Jihad said that this Tribunal, two years in the making, is an opportunity to do that because there is organization, a disciplined process. In the spirit of "Dare to Struggle, Dare to Win," he said, "I dare you," to participate in establishing the People's Senate and join work to build new institutions by building the movement with family and neighbours and communities. He called for rejecting the institutions of the slave masters and their constitution because what we need is our own new constitution.

The emcees, performers and speakers all set a militant tone for the weekend program and in various ways affirmed that there is no doubt of the genocide being committed by the U.S., revealed in the testimony over the following days. They emphasized the need to keep fighting together.

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Executive Summary Verdict: Guilty on All Counts!

After hearing from over 30 witnesses and receiving hundreds of documents, the Panel of Jurists found the U.S. government and its subdivisions GUILTY of Genocide and Gross Human Rights Violations. The Executive Summary Verdict which follows is their preliminary report, with a detailed and cited ruling to appear in the near future.

Executive Summary Verdict in the Case of Black, Brown and Indigenous Peoples

Charging Human Rights Abuses and Genocide Against the United States of America as represented by its President, Department of State,federal and state policing agencies, and other governmental institutions,

As collected in evidence at the 2021 International Tribunal on U.S. Human Rights Abuses Against Black, Brown and Indigenous Peoples October 23-25, 2021, New York, NY, Turtle Island, Lenape land, USA


 The Context of Our Work and Why We are Here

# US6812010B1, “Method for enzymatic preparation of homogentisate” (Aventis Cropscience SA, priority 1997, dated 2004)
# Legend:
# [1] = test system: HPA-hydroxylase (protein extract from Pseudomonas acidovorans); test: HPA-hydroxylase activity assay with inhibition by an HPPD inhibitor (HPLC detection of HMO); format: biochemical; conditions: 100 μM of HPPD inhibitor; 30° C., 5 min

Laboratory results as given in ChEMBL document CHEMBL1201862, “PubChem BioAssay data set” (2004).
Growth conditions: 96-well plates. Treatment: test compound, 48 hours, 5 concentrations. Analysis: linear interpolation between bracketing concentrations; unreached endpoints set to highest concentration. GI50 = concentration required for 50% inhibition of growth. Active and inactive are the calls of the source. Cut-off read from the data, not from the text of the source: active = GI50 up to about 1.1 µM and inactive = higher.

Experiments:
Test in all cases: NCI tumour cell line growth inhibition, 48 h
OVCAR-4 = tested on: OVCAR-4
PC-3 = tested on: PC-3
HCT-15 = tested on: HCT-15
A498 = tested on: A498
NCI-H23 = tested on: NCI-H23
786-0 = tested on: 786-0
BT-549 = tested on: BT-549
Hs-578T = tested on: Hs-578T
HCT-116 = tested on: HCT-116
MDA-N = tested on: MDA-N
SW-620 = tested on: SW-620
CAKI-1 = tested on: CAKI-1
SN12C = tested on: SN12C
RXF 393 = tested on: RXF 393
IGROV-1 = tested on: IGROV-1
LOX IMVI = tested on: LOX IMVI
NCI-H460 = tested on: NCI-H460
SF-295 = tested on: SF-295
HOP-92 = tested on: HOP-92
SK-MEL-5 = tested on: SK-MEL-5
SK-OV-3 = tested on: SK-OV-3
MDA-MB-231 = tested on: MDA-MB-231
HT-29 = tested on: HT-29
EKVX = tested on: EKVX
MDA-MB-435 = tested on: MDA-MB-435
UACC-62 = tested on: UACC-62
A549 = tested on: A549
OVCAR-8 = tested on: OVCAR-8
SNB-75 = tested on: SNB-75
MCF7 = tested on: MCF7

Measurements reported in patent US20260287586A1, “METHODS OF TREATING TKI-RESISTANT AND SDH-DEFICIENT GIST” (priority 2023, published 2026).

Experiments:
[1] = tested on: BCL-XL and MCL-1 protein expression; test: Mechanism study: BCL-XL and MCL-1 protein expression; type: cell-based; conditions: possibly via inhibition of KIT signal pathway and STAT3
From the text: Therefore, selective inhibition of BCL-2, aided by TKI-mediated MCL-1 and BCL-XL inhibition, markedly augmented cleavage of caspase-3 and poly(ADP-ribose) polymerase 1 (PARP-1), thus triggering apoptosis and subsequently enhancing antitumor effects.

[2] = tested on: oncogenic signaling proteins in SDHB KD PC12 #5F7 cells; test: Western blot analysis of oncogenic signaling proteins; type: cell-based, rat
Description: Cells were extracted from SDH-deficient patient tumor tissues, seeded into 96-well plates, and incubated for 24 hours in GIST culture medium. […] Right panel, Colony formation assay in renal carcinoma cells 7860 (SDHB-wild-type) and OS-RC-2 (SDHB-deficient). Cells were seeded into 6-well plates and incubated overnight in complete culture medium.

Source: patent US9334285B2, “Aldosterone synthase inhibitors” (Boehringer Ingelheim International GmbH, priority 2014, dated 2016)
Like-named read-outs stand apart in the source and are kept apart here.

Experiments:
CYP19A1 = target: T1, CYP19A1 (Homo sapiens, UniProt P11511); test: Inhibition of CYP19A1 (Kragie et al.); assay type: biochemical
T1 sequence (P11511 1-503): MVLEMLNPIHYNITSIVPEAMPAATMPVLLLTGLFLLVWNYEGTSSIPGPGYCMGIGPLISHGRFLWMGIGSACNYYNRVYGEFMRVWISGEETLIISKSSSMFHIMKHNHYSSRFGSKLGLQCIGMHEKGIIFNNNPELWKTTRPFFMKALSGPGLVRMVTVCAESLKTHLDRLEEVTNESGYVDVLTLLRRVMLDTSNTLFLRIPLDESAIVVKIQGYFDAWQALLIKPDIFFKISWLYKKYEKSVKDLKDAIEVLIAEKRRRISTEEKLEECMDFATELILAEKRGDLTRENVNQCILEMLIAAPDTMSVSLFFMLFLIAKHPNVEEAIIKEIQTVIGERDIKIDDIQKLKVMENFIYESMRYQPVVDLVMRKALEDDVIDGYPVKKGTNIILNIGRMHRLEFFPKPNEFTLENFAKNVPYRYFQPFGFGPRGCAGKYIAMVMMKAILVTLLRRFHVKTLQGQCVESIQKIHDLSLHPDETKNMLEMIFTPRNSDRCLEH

The fact that the United States has committed an array of human rights abuses against Black, Brown, and Indigenous Peoples should be as uncontroversial as it is incontrovertible. There is widespread agreement that settler colonialists committed genocide and other crimes against the Indigenous populations while taking their lands. No one would disagree that enslaved Africans were forced to work the settler colonial lands for hundreds of years in subhuman conditions.

The historical record tells the story of additional human rights abuses committed against Mexicans and other groups as the U.S. expanded West and colonized countries like Puerto Rico. No one doubts that Japanese were forced into concentration camps during World War II or that Blacks were lynched and brutalized during Jim Crow. The current President of the United States acknowledges these crimes. His Secretary of State recently confirmed this while stating, "great nations such as ours do not hide from our shortcomings; they strive to improve with transparency."

If laudable, such sentiments ring hollow unless met by action. The Spirit of Mandela Coalition petitioned for the creation of this Tribunal because they believe that not only are U.S. human rights abuse "shortcomings" not being fully acknowledged, but that the U.S. has sought to bury a number of these crimes. The Coalition enlisted a prosecutor, Nkechi Taifa, to argue their case. Their indictment on behalf of Black, Brown, and Indigenous Peoples in the U.S. charges the U.S. government and its state and local political subdivisions with crimes committed in five areas: police racism and violence, mass incarceration, political prisoners/prisoners of war, environmental racism, public health inequalities. Further, they argue that the U.S. has committed genocide.